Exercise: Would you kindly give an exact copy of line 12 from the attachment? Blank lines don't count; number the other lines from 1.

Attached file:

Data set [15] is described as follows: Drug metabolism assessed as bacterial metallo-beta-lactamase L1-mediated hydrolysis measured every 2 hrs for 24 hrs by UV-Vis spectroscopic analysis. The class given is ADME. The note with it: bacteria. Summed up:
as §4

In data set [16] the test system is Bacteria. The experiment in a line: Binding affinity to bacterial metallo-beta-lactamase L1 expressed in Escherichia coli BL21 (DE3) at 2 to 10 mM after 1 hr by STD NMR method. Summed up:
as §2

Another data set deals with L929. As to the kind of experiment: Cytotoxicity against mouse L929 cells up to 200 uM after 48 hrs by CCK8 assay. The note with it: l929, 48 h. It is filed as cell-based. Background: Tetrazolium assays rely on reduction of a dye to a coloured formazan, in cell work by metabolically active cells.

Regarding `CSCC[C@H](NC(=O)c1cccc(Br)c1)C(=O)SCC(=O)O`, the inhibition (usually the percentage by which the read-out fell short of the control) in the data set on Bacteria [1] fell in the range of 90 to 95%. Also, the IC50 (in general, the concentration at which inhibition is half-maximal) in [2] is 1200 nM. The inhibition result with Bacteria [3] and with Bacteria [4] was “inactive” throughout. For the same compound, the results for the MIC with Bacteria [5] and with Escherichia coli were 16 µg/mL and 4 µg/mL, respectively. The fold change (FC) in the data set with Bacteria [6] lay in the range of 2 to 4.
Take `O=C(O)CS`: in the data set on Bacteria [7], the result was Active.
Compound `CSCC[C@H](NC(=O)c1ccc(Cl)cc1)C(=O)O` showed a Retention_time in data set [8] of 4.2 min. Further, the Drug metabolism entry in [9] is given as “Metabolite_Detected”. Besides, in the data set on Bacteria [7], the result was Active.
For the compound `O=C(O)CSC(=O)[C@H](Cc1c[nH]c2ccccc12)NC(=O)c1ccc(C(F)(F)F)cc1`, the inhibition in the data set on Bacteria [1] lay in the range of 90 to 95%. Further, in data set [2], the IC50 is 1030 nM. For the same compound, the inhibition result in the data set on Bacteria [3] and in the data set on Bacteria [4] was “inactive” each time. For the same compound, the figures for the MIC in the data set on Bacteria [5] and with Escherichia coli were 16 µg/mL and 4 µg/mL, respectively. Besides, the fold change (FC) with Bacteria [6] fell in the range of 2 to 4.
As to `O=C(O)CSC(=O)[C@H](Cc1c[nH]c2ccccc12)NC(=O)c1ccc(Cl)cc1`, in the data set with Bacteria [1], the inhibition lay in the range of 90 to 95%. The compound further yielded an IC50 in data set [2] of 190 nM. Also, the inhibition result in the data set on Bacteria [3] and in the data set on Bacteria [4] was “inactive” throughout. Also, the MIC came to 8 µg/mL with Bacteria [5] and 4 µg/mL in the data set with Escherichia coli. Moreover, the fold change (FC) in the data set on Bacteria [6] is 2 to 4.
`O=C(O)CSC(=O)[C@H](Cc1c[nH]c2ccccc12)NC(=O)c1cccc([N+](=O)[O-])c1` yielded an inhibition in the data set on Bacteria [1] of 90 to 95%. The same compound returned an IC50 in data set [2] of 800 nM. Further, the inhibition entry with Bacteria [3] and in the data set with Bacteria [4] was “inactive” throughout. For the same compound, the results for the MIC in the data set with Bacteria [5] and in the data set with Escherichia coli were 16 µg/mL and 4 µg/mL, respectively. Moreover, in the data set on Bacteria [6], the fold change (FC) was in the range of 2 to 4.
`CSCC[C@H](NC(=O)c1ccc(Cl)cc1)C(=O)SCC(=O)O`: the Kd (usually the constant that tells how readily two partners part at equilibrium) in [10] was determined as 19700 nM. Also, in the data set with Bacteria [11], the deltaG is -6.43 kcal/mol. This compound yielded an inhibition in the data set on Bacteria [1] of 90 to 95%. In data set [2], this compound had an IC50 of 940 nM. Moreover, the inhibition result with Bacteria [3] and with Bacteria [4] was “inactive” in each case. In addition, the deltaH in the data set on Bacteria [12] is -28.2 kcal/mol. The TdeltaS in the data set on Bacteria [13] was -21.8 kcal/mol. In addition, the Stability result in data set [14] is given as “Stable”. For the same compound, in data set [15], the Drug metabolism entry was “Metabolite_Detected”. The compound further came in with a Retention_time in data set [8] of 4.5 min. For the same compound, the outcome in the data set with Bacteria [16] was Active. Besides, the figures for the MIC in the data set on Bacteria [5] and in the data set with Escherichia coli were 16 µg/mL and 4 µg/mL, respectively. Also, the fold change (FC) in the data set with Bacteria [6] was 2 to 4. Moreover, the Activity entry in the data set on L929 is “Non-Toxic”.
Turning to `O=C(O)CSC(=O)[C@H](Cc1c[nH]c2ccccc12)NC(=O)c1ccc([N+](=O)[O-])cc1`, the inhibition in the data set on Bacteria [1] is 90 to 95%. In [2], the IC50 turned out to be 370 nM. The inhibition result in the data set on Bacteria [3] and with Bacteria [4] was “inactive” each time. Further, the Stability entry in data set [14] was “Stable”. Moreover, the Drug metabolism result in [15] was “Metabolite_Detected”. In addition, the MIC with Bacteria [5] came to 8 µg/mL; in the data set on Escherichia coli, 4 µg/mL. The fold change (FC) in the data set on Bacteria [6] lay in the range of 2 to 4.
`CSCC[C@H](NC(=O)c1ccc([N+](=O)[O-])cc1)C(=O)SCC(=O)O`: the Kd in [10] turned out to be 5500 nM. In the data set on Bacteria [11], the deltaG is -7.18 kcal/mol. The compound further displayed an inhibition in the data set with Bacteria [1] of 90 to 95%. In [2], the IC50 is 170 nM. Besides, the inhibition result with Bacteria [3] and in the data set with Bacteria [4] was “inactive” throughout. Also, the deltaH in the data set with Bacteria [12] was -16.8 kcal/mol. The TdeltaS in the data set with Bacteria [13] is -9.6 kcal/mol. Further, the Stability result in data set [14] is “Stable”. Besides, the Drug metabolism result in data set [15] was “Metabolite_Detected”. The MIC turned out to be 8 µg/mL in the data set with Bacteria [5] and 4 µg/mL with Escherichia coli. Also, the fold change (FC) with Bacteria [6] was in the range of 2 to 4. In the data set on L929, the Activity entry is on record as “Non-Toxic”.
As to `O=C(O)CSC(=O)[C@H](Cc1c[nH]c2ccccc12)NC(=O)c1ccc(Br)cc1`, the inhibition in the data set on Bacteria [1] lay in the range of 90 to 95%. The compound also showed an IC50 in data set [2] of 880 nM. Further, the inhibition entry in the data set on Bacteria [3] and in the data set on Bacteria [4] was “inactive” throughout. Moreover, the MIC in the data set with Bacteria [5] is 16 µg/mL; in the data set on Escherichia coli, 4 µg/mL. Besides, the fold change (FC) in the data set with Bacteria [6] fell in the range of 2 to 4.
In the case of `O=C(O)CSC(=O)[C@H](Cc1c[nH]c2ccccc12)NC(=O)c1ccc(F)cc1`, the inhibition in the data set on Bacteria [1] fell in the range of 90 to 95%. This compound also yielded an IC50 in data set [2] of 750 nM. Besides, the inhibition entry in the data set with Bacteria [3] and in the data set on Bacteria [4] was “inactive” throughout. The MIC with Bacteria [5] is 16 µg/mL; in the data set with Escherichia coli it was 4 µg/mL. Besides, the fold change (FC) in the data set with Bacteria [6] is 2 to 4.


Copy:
`CSCC[C@H](NC(=O)c1ccc(Cl)cc1)C(=O)SCC(=O)O`: the Kd (usually the constant that tells how readily two partners part at equilibrium) in [10] was determined as 19700 nM. Also, in the data set with Bacteria [11], the deltaG is -6.43 kcal/mol. This compound yielded an inhibition in the data set on Bacteria [1] of 90 to 95%. In data set [2], this compound had an IC50 of 940 nM. Moreover, the inhibition result with Bacteria [3] and with Bacteria [4] was “inactive” in each case. In addition, the deltaH in the data set on Bacteria [12] is -28.2 kcal/mol. The TdeltaS in the data set on Bacteria [13] was -21.8 kcal/mol. In addition, the Stability result in data set [14] is given as “Stable”. For the same compound, in data set [15], the Drug metabolism entry was “Metabolite_Detected”. The compound further came in with a Retention_time in data set [8] of 4.5 min. For the same compound, the outcome in the data set with Bacteria [16] was Active. Besides, the figures for the MIC in the data set on Bacteria [5] and in the data set with Escherichia coli were 16 µg/mL and 4 µg/mL, respectively. Also, the fold change (FC) in the data set with Bacteria [6] was 2 to 4. Moreover, the Activity entry in the data set on L929 is “Non-Toxic”.